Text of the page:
Regular Decision Deadlines for Top Universities in 2023-24

By Brandie Erickson December 18, 2023 College Application College Search

Timing is key to a successful college application. When a student starts their essays, requests letters of recommendation, and even when they start doing their college research, can all play a role in how successful they are in the college application process. 

As we approach January, that means the regular decision deadlines for many colleges are right around the corner. Here is everything students need to know about the regular decision application process. 

Understanding Regular Decision

Many high school students have submitted their Early Action (EA), Early Decision (ED), or Restrictive Early Action (REA) applications—which typically are due in November—and are now gearing up for their Regular Decision deadlines. 

The majority of the thousands of colleges and universities in the United States will have regular decision deadlines, most of which occur in early January. Students can apply to as many regular decision schools as they want with no restrictions and can wait until May 1 to make a decision and pay their enrollment deposit. 

Advantages Of Applying Early Decision

Because the deadlines for regular decision are later than the ED or EA schools, it can be advantageous for students who needed more time to prepare their applications. For example, they might want to demonstrate strong grades in the fall semester or still be taking standardized tests to get their desired scores. They also will have more time to perfect the college application essays, which could help them stand out through the college application process.

Another big advantage of regular decision applications is that students aren’t obligated to attend if accepted. Therefore, they can compare financial aid offers or wait for an acceptance from their top schools. It gives the student more flexibility when choosing where they want to spend the next step of their academic journey.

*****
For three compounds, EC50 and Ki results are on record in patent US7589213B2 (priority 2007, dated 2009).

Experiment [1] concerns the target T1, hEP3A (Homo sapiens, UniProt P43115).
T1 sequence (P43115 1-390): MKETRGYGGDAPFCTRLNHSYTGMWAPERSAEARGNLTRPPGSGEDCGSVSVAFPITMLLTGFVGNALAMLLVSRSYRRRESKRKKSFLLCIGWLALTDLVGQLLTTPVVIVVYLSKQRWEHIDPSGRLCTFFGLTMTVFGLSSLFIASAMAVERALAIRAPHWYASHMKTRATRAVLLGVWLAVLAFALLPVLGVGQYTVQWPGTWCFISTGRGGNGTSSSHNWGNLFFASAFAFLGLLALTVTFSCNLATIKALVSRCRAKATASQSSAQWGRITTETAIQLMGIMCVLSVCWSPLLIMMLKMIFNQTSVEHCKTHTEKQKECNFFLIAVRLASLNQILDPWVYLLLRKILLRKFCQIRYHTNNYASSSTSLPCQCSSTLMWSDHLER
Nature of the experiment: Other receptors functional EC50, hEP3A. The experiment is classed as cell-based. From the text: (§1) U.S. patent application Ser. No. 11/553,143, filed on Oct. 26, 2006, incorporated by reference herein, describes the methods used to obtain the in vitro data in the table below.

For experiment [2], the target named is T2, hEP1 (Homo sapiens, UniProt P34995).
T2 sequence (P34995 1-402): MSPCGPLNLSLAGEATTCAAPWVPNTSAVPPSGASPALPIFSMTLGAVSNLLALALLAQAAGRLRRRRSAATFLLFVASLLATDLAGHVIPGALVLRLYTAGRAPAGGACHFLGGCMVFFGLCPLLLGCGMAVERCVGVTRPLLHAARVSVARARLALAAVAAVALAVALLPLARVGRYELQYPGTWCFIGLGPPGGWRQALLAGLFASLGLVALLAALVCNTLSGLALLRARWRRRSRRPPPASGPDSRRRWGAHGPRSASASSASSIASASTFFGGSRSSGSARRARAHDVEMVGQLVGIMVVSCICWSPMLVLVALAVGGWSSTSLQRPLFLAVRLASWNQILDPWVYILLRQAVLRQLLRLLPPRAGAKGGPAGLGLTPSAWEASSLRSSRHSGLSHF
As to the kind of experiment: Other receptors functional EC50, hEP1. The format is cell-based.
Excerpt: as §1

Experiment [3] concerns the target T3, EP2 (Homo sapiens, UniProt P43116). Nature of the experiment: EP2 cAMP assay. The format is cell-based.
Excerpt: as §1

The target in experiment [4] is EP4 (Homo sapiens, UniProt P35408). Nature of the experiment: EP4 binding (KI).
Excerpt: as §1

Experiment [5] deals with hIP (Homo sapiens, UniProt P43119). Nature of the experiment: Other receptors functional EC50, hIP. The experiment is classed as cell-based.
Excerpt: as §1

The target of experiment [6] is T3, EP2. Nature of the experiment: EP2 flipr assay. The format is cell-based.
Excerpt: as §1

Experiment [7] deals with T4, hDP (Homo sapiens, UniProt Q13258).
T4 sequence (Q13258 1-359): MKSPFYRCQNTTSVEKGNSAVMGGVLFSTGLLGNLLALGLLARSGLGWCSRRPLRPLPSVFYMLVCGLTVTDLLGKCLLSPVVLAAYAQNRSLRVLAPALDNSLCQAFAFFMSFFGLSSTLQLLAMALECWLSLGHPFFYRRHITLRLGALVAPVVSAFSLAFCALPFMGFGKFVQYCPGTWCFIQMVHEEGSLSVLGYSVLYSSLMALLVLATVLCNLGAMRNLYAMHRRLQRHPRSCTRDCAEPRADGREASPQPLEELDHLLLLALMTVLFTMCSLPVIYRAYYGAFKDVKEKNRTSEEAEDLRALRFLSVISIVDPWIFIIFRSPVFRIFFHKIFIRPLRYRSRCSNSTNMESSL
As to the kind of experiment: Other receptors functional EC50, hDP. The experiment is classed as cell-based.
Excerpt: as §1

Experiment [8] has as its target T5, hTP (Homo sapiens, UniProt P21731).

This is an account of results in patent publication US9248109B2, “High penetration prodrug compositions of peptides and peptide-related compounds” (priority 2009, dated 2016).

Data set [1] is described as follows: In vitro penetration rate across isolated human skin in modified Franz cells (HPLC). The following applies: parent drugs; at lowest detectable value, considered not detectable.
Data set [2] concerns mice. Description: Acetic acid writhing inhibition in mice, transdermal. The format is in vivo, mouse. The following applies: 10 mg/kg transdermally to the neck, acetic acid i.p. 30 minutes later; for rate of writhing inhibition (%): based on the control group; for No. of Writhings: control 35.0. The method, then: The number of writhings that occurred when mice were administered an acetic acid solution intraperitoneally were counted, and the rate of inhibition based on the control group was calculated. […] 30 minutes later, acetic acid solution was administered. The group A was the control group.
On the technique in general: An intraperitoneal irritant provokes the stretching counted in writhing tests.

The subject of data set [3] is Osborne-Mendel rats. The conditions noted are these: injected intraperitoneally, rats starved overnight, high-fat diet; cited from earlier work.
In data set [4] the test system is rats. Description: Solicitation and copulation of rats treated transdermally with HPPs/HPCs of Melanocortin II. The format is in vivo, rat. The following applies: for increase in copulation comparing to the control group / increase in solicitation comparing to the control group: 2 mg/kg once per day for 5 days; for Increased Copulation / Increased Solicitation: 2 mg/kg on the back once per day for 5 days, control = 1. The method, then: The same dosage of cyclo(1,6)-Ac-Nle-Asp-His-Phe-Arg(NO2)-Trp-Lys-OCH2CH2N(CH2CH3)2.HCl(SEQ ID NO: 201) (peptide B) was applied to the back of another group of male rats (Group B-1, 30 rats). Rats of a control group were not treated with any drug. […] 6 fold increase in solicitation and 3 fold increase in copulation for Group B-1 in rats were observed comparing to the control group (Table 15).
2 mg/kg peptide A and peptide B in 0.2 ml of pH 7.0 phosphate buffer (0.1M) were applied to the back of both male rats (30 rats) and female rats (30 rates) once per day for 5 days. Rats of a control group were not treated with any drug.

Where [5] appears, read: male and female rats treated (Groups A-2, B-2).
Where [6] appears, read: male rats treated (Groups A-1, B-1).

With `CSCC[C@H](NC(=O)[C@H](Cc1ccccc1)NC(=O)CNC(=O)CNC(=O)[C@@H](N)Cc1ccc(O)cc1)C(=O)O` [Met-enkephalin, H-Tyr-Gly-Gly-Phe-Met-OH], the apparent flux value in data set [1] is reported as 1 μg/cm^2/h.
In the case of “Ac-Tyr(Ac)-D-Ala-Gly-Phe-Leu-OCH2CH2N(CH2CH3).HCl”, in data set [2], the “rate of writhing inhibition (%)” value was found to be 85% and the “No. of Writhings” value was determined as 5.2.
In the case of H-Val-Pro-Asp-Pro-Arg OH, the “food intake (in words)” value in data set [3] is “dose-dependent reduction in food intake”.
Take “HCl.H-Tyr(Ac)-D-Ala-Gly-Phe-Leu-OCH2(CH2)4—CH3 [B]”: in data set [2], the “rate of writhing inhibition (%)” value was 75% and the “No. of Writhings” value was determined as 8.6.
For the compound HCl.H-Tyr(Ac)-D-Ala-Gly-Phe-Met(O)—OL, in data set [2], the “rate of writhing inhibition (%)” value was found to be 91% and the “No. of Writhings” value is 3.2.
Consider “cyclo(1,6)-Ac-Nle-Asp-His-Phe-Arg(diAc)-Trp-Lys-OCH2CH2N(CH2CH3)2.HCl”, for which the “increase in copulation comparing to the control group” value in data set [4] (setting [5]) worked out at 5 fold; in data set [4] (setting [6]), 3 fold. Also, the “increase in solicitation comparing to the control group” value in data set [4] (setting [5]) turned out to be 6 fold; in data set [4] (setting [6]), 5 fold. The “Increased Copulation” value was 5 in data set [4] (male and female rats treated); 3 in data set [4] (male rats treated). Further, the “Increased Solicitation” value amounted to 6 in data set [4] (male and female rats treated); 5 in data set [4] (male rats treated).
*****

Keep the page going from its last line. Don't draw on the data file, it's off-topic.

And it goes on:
Key Components Of Regular Decision Applications

Once a student has decided applying regular decision is right for them, they will need to start to compile the application pieces. These are the components that a student should consider: 

  • Deadlines. While the deadlines for many top undergraduate programs are listed below, students should verify all deadlines directly on the colleges’ websites to ensure that nothing is overlooked. 
  • Transcripts. Students should put in requests for official transcripts with their high school counselor once they have solidified their college list. 
  • Standardized test scores. While many colleges like the University of Chicago or Bowdoin College are test-optional, meaning students don’t have to submit their SAT or ACT scores when applying, it might be to a student’s advantage to submit their scores if they are competitive with the average accepted applicant. Most schools don’t require an official score but instead want the students to self-report their scores on the application platform. Verify this information directly with the college. 
  • Letters of recommendation. Most colleges require two letters of recommendation from teachers. Typically, these teachers should teach core subjects like English, history, science, math or foreign language, and should have taught the student in their junior year. Students who have yet to ask a teacher should ask immediately to ensure that the teacher has time to write a thoughtful letter. 
  • Activity list. Students typically will have the space to describe the activities they spent time doing during high school. In this section, they can talk about summer programs, school clubs, internships, volunteer work, shadowing experiences, and even family obligations. 
  • Essays. Nearly every university requires students to submit a personal statement. This 650-word essay can be on almost any topic of the student’s choice. The goal of the personal statement is to showcase the student’s good qualities or accomplishments and how they might be an asset to the campus community.

    Many colleges also require school-specific essays. These essays, which tend to be 150-500 words, ask students to elaborate on why they selected their major, describe an activity they participated in, or detail a challenge they’ve overcome. For example, Johns Hopkins University requires the following supplemental essay: “Tell us about an aspect of your identity (e.g. race, gender, sexuality, religion, community, etc.) or a life experience that has shaped you as an individual and how that influenced what you’d like to pursue in college at Hopkins.”

When submitting regular decision deadlines, don’t wait until the last minute. In the past, the Common App and other application platforms have crashed on the day of major deadlines, like January 1.  You can see the full list of schools in the article here.